Catholic Recipe: Jolly Roman's Noodles
When Monsignor John Romaniello, an Italian-born American, was stationed in Hong Kong as director of Catholic Relief Services, he administered the distribution of allotted surplus foods from the United States millions of pounds of dry milk, corn meal, and wheat flour. But the Monsignor had a big problem. A million brave refugees have escaped from Red China over the past ten years and are still coming out at the rate of several thousand a year. Hong Kong is bursting at the seams. A bed space serves as home. There is no room and no money to buy or keep the cooking utensils and baking ovens for making bread. How could these hungry refugees utilize the foodstuffs sent for them? One day a young Chinese girl said wistfully, "Noodles are wonderful," and the Monsignor's idea was born. He would convert the raw materials into noodles, beloved of Orientals, considered a symbol of good living and long life and eaten for breakfast, lunch, or dinner with huge enjoyment. The way was not easy. First, a formula was needed to make use of the surplus foods. Next, factory sites had to be found and funds solicited to get the program under way. One by one the difficulties were surmounted. The formula was perfected, the factories were running, and "The Noodle Priest of Hong Kong," as he is still lovingly called, could distribute 200,000 bags (3 pounds each) a month to hungry Chinese refugees. Each bag is marked, in English and Chinese, "Donated by the People of the United States." All the proceeds from his book, originally entitled Bird of Sorrow and now selling in a paperback edition for fifty cents as Escape from Red China, are donated to his program.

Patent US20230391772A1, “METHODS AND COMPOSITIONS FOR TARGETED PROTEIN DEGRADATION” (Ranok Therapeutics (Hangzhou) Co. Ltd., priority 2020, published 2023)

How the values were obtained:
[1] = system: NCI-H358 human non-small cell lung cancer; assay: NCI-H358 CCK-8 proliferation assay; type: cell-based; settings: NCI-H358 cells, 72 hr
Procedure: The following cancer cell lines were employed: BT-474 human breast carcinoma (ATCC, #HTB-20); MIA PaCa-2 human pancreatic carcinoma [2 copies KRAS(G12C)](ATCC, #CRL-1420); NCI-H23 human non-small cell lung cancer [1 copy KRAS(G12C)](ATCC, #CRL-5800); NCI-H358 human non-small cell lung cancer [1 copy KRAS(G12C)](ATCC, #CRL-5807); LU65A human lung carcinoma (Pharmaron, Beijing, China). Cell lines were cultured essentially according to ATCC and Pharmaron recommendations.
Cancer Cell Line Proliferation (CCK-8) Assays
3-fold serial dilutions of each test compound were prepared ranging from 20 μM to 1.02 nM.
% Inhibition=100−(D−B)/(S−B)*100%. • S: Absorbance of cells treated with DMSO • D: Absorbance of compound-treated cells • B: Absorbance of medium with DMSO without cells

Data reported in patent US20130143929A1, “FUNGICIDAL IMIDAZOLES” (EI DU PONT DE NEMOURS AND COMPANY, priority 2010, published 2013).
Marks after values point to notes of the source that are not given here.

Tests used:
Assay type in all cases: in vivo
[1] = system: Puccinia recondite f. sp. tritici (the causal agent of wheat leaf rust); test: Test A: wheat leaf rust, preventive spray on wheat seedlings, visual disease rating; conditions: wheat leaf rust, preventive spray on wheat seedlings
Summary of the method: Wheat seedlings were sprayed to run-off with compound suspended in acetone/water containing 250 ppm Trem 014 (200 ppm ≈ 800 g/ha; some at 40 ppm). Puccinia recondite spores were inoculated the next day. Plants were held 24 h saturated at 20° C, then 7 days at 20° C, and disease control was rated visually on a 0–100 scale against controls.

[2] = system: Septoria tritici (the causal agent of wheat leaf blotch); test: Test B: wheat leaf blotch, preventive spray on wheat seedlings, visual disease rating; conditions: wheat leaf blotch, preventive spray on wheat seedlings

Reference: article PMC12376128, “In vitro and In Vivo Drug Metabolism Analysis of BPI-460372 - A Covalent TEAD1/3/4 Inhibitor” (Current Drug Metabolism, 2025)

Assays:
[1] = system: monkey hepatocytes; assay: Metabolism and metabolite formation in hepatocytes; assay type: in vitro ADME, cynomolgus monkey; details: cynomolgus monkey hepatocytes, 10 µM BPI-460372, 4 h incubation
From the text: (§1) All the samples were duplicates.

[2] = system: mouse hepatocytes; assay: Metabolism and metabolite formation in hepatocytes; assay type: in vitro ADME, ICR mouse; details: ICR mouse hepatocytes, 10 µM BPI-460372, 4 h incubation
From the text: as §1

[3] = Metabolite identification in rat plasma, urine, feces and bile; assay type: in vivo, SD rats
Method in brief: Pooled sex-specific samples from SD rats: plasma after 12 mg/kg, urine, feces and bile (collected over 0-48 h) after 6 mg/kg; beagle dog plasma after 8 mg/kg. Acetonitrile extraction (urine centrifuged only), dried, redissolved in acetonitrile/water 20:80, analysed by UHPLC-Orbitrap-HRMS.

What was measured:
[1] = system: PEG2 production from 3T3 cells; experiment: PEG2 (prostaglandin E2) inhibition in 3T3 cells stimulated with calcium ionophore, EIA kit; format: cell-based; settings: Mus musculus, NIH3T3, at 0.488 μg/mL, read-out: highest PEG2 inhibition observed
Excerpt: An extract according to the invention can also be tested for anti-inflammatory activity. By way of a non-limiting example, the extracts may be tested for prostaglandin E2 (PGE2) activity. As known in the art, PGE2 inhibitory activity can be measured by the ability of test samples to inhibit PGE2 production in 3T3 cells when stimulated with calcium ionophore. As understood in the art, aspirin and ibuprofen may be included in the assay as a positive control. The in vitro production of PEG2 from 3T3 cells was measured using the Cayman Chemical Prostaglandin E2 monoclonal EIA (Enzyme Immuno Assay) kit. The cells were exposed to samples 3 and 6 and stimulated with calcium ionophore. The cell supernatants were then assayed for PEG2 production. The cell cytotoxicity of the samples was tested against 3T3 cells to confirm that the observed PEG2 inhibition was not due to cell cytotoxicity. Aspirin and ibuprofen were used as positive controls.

Cook onion and green pepper slowly in butter or margarine 5 minutes. Stir in thyme, salt, pepper, mushrooms with liquid, capers, and tomato sauce. Simmer 10 to 20 minutes, stirring occasionally. Meanwhile, cook noodles according to package directions. Serve noodles with tomato sauce; sprinkle generously with Parmesan cheese. Makes 4 servings.Recipe Source: Cook's Blessings, The by Demetria Taylor, Random House, New York, 1965